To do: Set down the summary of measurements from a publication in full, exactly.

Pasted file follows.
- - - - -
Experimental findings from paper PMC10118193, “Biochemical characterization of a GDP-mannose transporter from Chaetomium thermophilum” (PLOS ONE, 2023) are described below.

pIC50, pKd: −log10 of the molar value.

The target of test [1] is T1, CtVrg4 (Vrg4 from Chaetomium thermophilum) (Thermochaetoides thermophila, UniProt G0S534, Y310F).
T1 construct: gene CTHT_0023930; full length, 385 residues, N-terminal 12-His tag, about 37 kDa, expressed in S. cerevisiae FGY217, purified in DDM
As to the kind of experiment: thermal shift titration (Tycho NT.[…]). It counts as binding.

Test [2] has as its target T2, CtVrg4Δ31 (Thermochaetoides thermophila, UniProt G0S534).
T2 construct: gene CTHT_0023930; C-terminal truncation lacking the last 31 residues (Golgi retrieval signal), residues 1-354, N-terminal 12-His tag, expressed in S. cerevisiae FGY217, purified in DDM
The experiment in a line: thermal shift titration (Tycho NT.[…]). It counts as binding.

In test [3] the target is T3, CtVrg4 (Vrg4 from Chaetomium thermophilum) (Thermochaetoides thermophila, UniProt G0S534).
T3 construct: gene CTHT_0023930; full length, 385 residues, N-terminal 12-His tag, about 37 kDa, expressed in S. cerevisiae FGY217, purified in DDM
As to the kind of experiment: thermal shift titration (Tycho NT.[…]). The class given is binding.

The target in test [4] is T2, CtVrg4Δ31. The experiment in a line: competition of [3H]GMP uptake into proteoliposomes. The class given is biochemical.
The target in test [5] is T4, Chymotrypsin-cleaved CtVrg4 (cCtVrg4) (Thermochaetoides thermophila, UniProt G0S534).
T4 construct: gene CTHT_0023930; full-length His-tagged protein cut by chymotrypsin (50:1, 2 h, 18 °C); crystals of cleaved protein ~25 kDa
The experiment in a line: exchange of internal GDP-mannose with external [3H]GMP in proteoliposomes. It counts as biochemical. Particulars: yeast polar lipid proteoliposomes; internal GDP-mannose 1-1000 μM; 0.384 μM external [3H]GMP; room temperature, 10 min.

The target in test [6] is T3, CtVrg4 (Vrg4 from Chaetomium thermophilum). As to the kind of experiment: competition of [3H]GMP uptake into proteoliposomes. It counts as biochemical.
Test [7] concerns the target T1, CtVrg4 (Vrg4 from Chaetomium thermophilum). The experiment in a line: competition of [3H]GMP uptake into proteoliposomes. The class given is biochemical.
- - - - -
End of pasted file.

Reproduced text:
Experimental findings from paper PMC10118193, “Biochemical characterization of a GDP-mannose transporter from Chaetomium thermophilum” (PLOS ONE, 2023) are described below.

pIC50, pKd: −log10 of the molar value.

The target of test [1] is T1, CtVrg4 (Vrg4 from Chaetomium thermophilum) (Thermochaetoides thermophila, UniProt G0S534, Y310F).
T1 construct: gene CTHT_0023930; full length, 385 residues, N-terminal 12-His tag, about 37 kDa, expressed in S. cerevisiae FGY217, purified in DDM
As to the kind of experiment: thermal shift titration (Tycho NT.[…]). It counts as binding.

Test [2] has as its target T2, CtVrg4Δ31 (Thermochaetoides thermophila, UniProt G0S534).
T2 construct: gene CTHT_0023930; C-terminal truncation lacking the last 31 residues (Golgi retrieval signal), residues 1-354, N-terminal 12-His tag, expressed in S. cerevisiae FGY217, purified in DDM
The experiment in a line: thermal shift titration (Tycho NT.[…]). It counts as binding.

In test [3] the target is T3, CtVrg4 (Vrg4 from Chaetomium thermophilum) (Thermochaetoides thermophila, UniProt G0S534).
T3 construct: gene CTHT_0023930; full length, 385 residues, N-terminal 12-His tag, about 37 kDa, expressed in S. cerevisiae FGY217, purified in DDM
As to the kind of experiment: thermal shift titration (Tycho NT.[…]). The class given is binding.

The target in test [4] is T2, CtVrg4Δ31. The experiment in a line: competition of [3H]GMP uptake into proteoliposomes. The class given is biochemical.
The target in test [5] is T4, Chymotrypsin-cleaved CtVrg4 (cCtVrg4) (Thermochaetoides thermophila, UniProt G0S534).
T4 construct: gene CTHT_0023930; full-length His-tagged protein cut by chymotrypsin (50:1, 2 h, 18 °C); crystals of cleaved protein ~25 kDa
The experiment in a line: exchange of internal GDP-mannose with external [3H]GMP in proteoliposomes. It counts as biochemical. Particulars: yeast polar lipid proteoliposomes; internal GDP-mannose 1-1000 μM; 0.384 μM external [3H]GMP; room temperature, 10 min.

The target in test [6] is T3, CtVrg4 (Vrg4 from Chaetomium thermophilum). As to the kind of experiment: competition of [3H]GMP uptake into proteoliposomes. It counts as biochemical.
Test [7] concerns the target T1, CtVrg4 (Vrg4 from Chaetomium thermophilum). The experiment in a line: competition of [3H]GMP uptake into proteoliposomes. The class given is biochemical.